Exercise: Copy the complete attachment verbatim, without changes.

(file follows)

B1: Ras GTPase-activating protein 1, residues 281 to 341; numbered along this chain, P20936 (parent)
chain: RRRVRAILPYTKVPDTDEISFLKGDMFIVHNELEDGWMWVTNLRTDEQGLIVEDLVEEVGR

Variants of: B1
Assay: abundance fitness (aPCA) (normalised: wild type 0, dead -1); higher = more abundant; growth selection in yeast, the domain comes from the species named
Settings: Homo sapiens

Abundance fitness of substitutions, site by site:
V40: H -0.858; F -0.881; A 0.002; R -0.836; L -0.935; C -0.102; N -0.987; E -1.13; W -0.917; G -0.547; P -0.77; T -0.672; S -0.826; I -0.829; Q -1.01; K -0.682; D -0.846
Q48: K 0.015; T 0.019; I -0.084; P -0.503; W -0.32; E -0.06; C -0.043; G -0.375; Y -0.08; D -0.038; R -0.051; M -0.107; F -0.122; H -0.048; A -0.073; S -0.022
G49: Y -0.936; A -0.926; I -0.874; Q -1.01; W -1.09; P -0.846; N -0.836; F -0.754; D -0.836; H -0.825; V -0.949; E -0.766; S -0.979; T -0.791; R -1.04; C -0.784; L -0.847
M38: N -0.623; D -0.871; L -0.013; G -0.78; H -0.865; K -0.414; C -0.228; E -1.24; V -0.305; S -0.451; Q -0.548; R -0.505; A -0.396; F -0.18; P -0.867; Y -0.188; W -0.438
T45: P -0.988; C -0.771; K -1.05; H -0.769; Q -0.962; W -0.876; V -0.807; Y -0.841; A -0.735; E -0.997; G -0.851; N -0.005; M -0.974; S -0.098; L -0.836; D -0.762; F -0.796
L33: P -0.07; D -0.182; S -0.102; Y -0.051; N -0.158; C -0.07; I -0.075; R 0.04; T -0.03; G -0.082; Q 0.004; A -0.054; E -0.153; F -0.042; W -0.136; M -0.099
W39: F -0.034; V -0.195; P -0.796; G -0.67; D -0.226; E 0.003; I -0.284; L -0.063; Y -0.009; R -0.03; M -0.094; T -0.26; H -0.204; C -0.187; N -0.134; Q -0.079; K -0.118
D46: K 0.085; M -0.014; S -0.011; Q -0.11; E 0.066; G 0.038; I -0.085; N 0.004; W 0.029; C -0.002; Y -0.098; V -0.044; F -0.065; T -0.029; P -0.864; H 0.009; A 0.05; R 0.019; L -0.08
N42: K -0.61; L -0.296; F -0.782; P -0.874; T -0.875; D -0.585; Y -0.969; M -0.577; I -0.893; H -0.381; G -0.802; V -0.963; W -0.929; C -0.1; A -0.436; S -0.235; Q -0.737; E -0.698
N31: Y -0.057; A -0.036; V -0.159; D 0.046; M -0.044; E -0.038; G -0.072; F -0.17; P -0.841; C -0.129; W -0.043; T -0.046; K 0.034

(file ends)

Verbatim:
B1: Ras GTPase-activating protein 1, residues 281 to 341; numbered along this chain, P20936 (parent)
chain: RRRVRAILPYTKVPDTDEISFLKGDMFIVHNELEDGWMWVTNLRTDEQGLIVEDLVEEVGR

Variants of: B1
Assay: abundance fitness (aPCA) (normalised: wild type 0, dead -1); higher = more abundant; growth selection in yeast, the domain comes from the species named
Settings: Homo sapiens

Abundance fitness of substitutions, site by site:
V40: H -0.858; F -0.881; A 0.002; R -0.836; L -0.935; C -0.102; N -0.987; E -1.13; W -0.917; G -0.547; P -0.77; T -0.672; S -0.826; I -0.829; Q -1.01; K -0.682; D -0.846
Q48: K 0.015; T 0.019; I -0.084; P -0.503; W -0.32; E -0.06; C -0.043; G -0.375; Y -0.08; D -0.038; R -0.051; M -0.107; F -0.122; H -0.048; A -0.073; S -0.022
G49: Y -0.936; A -0.926; I -0.874; Q -1.01; W -1.09; P -0.846; N -0.836; F -0.754; D -0.836; H -0.825; V -0.949; E -0.766; S -0.979; T -0.791; R -1.04; C -0.784; L -0.847
M38: N -0.623; D -0.871; L -0.013; G -0.78; H -0.865; K -0.414; C -0.228; E -1.24; V -0.305; S -0.451; Q -0.548; R -0.505; A -0.396; F -0.18; P -0.867; Y -0.188; W -0.438
T45: P -0.988; C -0.771; K -1.05; H -0.769; Q -0.962; W -0.876; V -0.807; Y -0.841; A -0.735; E -0.997; G -0.851; N -0.005; M -0.974; S -0.098; L -0.836; D -0.762; F -0.796
L33: P -0.07; D -0.182; S -0.102; Y -0.051; N -0.158; C -0.07; I -0.075; R 0.04; T -0.03; G -0.082; Q 0.004; A -0.054; E -0.153; F -0.042; W -0.136; M -0.099
W39: F -0.034; V -0.195; P -0.796; G -0.67; D -0.226; E 0.003; I -0.284; L -0.063; Y -0.009; R -0.03; M -0.094; T -0.26; H -0.204; C -0.187; N -0.134; Q -0.079; K -0.118
D46: K 0.085; M -0.014; S -0.011; Q -0.11; E 0.066; G 0.038; I -0.085; N 0.004; W 0.029; C -0.002; Y -0.098; V -0.044; F -0.065; T -0.029; P -0.864; H 0.009; A 0.05; R 0.019; L -0.08
N42: K -0.61; L -0.296; F -0.782; P -0.874; T -0.875; D -0.585; Y -0.969; M -0.577; I -0.893; H -0.381; G -0.802; V -0.963; W -0.929; C -0.1; A -0.436; S -0.235; Q -0.737; E -0.698
N31: Y -0.057; A -0.036; V -0.159; D 0.046; M -0.044; E -0.038; G -0.072; F -0.17; P -0.841; C -0.129; W -0.043; T -0.046; K 0.034